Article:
Can Americas economic problems be solved? Is there an end to the deficit, and is the U.S. economy really that bad? In the first part of this week’s Goldstein on Gelt podcast, Doug meets David Leonhardt, Washington bureau chief of The New York Times and author of Heres the Deal: How Washington Can Solve the Deficit and Spur Growth. Find out about Washingtons deficit problem and some possible solutions to Americas economic difficulties by listening to the part of this weeks podcast.
Posts Tagged ‘personal finances’
Are you looking for a diversified portfolio and to have the final say on your investments, but you don’t have time to research the many stocks, bonds, and funds that are out there? If so, it might be time to call your financial advisor and ask him to find you a money manager.
If you already have a financial advisor, why do you need a money manager?
Whereas a financial advisor helps you plan your retirement, a money manager, which is often a professional investment firm, handles the day-to-day transactions in your portfolio. The focus is somewhat different and more specific, and very often both professionals work together.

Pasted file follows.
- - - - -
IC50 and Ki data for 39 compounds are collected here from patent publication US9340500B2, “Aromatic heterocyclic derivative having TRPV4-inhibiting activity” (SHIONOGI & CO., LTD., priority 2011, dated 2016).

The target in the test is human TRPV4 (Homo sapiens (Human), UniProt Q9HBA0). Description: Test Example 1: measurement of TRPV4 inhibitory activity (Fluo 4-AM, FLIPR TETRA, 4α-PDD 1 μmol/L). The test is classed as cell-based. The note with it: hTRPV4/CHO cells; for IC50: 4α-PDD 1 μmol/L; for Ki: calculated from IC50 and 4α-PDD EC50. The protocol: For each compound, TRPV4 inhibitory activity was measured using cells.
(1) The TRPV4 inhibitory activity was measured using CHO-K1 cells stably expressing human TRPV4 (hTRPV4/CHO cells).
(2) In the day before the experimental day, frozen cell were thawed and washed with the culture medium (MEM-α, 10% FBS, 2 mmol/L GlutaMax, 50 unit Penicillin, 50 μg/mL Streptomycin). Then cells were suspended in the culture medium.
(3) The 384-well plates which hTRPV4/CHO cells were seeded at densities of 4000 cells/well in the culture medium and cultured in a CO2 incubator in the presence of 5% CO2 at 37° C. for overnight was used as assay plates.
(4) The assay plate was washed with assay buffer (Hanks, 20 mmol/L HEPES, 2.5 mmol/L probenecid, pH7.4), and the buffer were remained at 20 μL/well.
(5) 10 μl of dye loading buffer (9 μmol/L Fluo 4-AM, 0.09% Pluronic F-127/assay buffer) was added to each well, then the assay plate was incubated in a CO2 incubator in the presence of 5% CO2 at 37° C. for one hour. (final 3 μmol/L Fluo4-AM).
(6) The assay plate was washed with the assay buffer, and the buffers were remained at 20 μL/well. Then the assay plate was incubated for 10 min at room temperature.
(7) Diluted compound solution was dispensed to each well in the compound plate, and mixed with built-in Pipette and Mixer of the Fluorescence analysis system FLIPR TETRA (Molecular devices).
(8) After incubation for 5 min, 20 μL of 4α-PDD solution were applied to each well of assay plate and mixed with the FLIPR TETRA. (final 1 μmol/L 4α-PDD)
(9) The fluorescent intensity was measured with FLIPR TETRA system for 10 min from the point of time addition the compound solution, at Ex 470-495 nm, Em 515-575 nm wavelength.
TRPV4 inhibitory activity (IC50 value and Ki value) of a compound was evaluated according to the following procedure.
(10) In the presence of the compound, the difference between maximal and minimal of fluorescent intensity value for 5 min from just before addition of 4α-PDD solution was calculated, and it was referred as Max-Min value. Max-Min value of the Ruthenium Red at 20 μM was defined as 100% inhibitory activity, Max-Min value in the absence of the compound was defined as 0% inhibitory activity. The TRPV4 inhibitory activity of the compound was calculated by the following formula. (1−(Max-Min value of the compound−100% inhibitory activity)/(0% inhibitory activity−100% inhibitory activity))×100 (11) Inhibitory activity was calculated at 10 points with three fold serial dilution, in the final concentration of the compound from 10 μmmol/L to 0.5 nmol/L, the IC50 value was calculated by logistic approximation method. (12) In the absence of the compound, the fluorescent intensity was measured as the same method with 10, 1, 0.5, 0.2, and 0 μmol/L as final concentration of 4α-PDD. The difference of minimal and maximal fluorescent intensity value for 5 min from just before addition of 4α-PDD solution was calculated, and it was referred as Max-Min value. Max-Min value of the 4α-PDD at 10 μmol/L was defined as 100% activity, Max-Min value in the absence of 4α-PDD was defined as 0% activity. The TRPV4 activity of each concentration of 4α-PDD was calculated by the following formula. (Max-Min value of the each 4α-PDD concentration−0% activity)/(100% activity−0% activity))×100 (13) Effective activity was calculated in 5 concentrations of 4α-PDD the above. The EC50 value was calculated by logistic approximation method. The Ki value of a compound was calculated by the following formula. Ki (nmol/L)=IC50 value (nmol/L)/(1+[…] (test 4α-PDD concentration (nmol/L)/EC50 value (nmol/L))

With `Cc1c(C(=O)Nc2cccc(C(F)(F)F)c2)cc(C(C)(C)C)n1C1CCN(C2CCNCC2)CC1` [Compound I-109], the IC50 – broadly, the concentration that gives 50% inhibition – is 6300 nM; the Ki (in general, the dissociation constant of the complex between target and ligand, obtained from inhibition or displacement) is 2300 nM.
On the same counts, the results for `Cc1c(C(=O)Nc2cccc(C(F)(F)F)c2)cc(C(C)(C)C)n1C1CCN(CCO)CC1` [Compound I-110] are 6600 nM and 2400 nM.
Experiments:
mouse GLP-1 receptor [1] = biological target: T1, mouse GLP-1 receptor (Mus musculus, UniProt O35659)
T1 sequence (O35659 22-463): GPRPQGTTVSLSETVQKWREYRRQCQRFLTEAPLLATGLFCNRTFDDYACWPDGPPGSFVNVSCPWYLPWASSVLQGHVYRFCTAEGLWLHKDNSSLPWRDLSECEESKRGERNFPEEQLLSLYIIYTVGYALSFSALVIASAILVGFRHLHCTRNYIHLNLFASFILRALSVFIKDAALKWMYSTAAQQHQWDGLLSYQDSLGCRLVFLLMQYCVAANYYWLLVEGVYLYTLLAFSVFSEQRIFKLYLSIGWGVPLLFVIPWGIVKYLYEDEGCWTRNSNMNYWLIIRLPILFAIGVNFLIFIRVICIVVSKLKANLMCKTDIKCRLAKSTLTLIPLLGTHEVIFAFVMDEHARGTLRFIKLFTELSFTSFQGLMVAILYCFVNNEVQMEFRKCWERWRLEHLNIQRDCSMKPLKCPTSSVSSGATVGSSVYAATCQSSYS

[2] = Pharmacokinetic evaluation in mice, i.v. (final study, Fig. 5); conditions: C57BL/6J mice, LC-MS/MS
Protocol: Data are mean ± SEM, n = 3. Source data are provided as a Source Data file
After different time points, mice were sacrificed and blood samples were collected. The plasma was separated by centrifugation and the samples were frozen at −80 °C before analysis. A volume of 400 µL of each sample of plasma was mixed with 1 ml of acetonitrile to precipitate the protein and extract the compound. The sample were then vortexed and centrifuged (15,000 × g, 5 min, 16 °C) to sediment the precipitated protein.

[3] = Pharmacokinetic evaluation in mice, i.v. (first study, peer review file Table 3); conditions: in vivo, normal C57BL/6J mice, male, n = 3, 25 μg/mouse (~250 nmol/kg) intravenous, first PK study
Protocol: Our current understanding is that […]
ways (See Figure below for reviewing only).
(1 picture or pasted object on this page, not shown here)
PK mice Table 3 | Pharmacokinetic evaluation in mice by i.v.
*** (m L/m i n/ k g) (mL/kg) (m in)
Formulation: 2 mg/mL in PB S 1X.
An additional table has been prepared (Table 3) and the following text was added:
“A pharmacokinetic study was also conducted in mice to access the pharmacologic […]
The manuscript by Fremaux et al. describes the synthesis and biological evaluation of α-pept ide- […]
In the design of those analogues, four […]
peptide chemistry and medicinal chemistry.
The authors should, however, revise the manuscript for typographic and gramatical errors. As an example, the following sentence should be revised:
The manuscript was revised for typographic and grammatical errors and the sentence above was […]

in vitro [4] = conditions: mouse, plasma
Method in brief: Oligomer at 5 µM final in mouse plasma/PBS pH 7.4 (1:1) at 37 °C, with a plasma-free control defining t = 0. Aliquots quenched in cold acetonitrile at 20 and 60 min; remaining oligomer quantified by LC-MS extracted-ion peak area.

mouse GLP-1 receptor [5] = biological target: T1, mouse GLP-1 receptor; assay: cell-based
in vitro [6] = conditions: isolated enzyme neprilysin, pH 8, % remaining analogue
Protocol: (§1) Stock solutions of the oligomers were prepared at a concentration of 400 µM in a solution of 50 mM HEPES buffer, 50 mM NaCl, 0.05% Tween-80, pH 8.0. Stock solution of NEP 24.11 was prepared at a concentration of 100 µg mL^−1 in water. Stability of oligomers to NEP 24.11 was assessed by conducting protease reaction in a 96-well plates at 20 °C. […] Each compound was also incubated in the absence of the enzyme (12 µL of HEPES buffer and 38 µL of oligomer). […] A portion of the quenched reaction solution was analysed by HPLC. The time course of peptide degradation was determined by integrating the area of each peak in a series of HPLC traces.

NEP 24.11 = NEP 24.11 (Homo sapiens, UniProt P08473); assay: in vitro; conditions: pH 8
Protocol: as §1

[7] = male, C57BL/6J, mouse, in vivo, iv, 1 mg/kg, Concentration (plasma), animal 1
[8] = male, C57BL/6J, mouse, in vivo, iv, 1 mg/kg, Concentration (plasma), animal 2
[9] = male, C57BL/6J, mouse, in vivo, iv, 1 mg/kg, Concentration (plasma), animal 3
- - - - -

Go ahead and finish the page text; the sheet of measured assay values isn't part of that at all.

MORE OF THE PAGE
Here are three reasons why a money manager is useful:
1. Take the headache out of investing
While you may be happy to have more of a say in your investments, you don’t necessarily want the headache that goes along with managing them on a day-to-day basis. In your everyday life, you don’t have the time to sit down and pore over market reports, charts, and other relevant information. And even if you did, unless you are a part of the financial world yourself, you would probably find it hard to interpret them correctly enough to benefit your situation. For this reason, it’s worthwhile to use a money manager, whose extensive knowledge and resources are now at your disposal.